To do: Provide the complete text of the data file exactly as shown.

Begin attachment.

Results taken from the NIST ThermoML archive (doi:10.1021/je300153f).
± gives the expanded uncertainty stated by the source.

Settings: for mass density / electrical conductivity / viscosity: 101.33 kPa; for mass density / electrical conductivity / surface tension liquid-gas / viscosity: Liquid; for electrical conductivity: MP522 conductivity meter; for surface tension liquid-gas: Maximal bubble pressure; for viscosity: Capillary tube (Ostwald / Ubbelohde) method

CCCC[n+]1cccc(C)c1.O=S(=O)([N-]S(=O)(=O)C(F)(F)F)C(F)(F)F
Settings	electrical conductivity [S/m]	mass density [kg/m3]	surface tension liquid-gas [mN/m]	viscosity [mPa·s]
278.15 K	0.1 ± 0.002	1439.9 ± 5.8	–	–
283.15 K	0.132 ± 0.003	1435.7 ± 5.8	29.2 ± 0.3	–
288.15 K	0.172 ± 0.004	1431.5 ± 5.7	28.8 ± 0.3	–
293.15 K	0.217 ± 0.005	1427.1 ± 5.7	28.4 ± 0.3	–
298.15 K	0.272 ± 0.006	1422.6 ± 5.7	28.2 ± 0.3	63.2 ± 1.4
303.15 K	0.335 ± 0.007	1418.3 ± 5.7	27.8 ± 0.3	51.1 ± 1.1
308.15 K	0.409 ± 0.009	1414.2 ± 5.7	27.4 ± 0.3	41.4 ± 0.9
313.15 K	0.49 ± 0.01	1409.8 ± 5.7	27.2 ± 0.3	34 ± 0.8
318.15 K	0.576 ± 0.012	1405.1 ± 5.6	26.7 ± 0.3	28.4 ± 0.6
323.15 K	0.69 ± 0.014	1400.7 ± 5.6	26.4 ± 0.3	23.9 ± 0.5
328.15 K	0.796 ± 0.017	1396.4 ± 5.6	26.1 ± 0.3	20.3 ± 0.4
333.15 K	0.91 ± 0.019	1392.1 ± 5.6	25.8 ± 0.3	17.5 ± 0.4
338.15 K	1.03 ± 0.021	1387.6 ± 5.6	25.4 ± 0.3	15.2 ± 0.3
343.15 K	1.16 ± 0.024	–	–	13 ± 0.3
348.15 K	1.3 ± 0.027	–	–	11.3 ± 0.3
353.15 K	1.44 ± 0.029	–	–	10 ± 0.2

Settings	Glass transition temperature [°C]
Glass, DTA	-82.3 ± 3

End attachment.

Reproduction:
Results taken from the NIST ThermoML archive (doi:10.1021/je300153f).
± gives the expanded uncertainty stated by the source.

Settings: for mass density / electrical conductivity / viscosity: 101.33 kPa; for mass density / electrical conductivity / surface tension liquid-gas / viscosity: Liquid; for electrical conductivity: MP522 conductivity meter; for surface tension liquid-gas: Maximal bubble pressure; for viscosity: Capillary tube (Ostwald / Ubbelohde) method

CCCC[n+]1cccc(C)c1.O=S(=O)([N-]S(=O)(=O)C(F)(F)F)C(F)(F)F
Settings	electrical conductivity [S/m]	mass density [kg/m3]	surface tension liquid-gas [mN/m]	viscosity [mPa·s]
278.15 K	0.1 ± 0.002	1439.9 ± 5.8	–	–
283.15 K	0.132 ± 0.003	1435.7 ± 5.8	29.2 ± 0.3	–
288.15 K	0.172 ± 0.004	1431.5 ± 5.7	28.8 ± 0.3	–
293.15 K	0.217 ± 0.005	1427.1 ± 5.7	28.4 ± 0.3	–
298.15 K	0.272 ± 0.006	1422.6 ± 5.7	28.2 ± 0.3	63.2 ± 1.4
303.15 K	0.335 ± 0.007	1418.3 ± 5.7	27.8 ± 0.3	51.1 ± 1.1
308.15 K	0.409 ± 0.009	1414.2 ± 5.7	27.4 ± 0.3	41.4 ± 0.9
313.15 K	0.49 ± 0.01	1409.8 ± 5.7	27.2 ± 0.3	34 ± 0.8
318.15 K	0.576 ± 0.012	1405.1 ± 5.6	26.7 ± 0.3	28.4 ± 0.6
323.15 K	0.69 ± 0.014	1400.7 ± 5.6	26.4 ± 0.3	23.9 ± 0.5
328.15 K	0.796 ± 0.017	1396.4 ± 5.6	26.1 ± 0.3	20.3 ± 0.4
333.15 K	0.91 ± 0.019	1392.1 ± 5.6	25.8 ± 0.3	17.5 ± 0.4
338.15 K	1.03 ± 0.021	1387.6 ± 5.6	25.4 ± 0.3	15.2 ± 0.3
343.15 K	1.16 ± 0.024	–	–	13 ± 0.3
348.15 K	1.3 ± 0.027	–	–	11.3 ± 0.3
353.15 K	1.44 ± 0.029	–	–	10 ± 0.2

Settings	Glass transition temperature [°C]
Glass, DTA	-82.3 ± 3